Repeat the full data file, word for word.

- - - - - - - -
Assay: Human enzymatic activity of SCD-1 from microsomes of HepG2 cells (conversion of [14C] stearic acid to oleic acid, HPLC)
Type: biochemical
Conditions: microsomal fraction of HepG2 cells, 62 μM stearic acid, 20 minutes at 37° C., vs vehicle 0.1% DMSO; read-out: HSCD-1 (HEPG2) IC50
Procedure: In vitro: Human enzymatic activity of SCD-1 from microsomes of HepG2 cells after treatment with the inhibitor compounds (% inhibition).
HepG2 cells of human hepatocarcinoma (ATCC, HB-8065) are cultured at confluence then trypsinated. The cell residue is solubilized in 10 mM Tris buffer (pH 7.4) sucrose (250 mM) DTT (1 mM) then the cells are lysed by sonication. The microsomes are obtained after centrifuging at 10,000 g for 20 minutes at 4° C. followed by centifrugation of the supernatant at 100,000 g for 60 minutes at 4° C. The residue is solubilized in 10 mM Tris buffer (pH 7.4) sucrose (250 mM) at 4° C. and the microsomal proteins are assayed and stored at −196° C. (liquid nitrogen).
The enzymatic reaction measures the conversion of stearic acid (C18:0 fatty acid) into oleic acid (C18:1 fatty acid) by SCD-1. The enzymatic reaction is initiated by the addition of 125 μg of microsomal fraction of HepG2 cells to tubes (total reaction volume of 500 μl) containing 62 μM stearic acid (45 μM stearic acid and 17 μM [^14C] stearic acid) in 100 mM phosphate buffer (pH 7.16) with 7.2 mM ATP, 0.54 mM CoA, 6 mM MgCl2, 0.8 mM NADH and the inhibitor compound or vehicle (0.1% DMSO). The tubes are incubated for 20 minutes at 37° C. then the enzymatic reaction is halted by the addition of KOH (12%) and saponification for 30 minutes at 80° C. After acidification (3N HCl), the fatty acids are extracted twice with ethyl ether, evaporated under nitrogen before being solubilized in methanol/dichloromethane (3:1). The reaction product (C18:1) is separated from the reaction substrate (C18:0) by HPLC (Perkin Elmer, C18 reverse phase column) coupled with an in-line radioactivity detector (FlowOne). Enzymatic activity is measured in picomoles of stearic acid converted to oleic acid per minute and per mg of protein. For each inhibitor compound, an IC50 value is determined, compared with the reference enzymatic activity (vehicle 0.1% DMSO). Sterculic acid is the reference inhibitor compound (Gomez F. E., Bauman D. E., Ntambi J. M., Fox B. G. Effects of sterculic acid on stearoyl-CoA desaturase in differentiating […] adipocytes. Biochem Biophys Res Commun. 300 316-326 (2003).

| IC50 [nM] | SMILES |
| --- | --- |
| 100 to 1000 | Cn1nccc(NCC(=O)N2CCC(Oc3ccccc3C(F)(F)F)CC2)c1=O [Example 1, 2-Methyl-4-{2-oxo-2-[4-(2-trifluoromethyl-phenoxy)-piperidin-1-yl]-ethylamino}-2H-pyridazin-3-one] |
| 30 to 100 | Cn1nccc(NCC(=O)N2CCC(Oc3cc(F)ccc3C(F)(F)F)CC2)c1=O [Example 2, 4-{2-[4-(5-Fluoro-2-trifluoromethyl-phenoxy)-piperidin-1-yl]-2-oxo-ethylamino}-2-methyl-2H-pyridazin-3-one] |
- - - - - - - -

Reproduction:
Assay: Human enzymatic activity of SCD-1 from microsomes of HepG2 cells (conversion of [14C] stearic acid to oleic acid, HPLC)
Type: biochemical
Conditions: microsomal fraction of HepG2 cells, 62 μM stearic acid, 20 minutes at 37° C., vs vehicle 0.1% DMSO; read-out: HSCD-1 (HEPG2) IC50
Procedure: In vitro: Human enzymatic activity of SCD-1 from microsomes of HepG2 cells after treatment with the inhibitor compounds (% inhibition).
HepG2 cells of human hepatocarcinoma (ATCC, HB-8065) are cultured at confluence then trypsinated. The cell residue is solubilized in 10 mM Tris buffer (pH 7.4) sucrose (250 mM) DTT (1 mM) then the cells are lysed by sonication. The microsomes are obtained after centrifuging at 10,000 g for 20 minutes at 4° C. followed by centifrugation of the supernatant at 100,000 g for 60 minutes at 4° C. The residue is solubilized in 10 mM Tris buffer (pH 7.4) sucrose (250 mM) at 4° C. and the microsomal proteins are assayed and stored at −196° C. (liquid nitrogen).
The enzymatic reaction measures the conversion of stearic acid (C18:0 fatty acid) into oleic acid (C18:1 fatty acid) by SCD-1. The enzymatic reaction is initiated by the addition of 125 μg of microsomal fraction of HepG2 cells to tubes (total reaction volume of 500 μl) containing 62 μM stearic acid (45 μM stearic acid and 17 μM [^14C] stearic acid) in 100 mM phosphate buffer (pH 7.16) with 7.2 mM ATP, 0.54 mM CoA, 6 mM MgCl2, 0.8 mM NADH and the inhibitor compound or vehicle (0.1% DMSO). The tubes are incubated for 20 minutes at 37° C. then the enzymatic reaction is halted by the addition of KOH (12%) and saponification for 30 minutes at 80° C. After acidification (3N HCl), the fatty acids are extracted twice with ethyl ether, evaporated under nitrogen before being solubilized in methanol/dichloromethane (3:1). The reaction product (C18:1) is separated from the reaction substrate (C18:0) by HPLC (Perkin Elmer, C18 reverse phase column) coupled with an in-line radioactivity detector (FlowOne). Enzymatic activity is measured in picomoles of stearic acid converted to oleic acid per minute and per mg of protein. For each inhibitor compound, an IC50 value is determined, compared with the reference enzymatic activity (vehicle 0.1% DMSO). Sterculic acid is the reference inhibitor compound (Gomez F. E., Bauman D. E., Ntambi J. M., Fox B. G. Effects of sterculic acid on stearoyl-CoA desaturase in differentiating […] adipocytes. Biochem Biophys Res Commun. 300 316-326 (2003).

| IC50 [nM] | SMILES |
| --- | --- |
| 100 to 1000 | Cn1nccc(NCC(=O)N2CCC(Oc3ccccc3C(F)(F)F)CC2)c1=O [Example 1, 2-Methyl-4-{2-oxo-2-[4-(2-trifluoromethyl-phenoxy)-piperidin-1-yl]-ethylamino}-2H-pyridazin-3-one] |
| 30 to 100 | Cn1nccc(NCC(=O)N2CCC(Oc3cc(F)ccc3C(F)(F)F)CC2)c1=O [Example 2, 4-{2-[4-(5-Fluoro-2-trifluoromethyl-phenoxy)-piperidin-1-yl]-2-oxo-ethylamino}-2-methyl-2H-pyridazin-3-one] |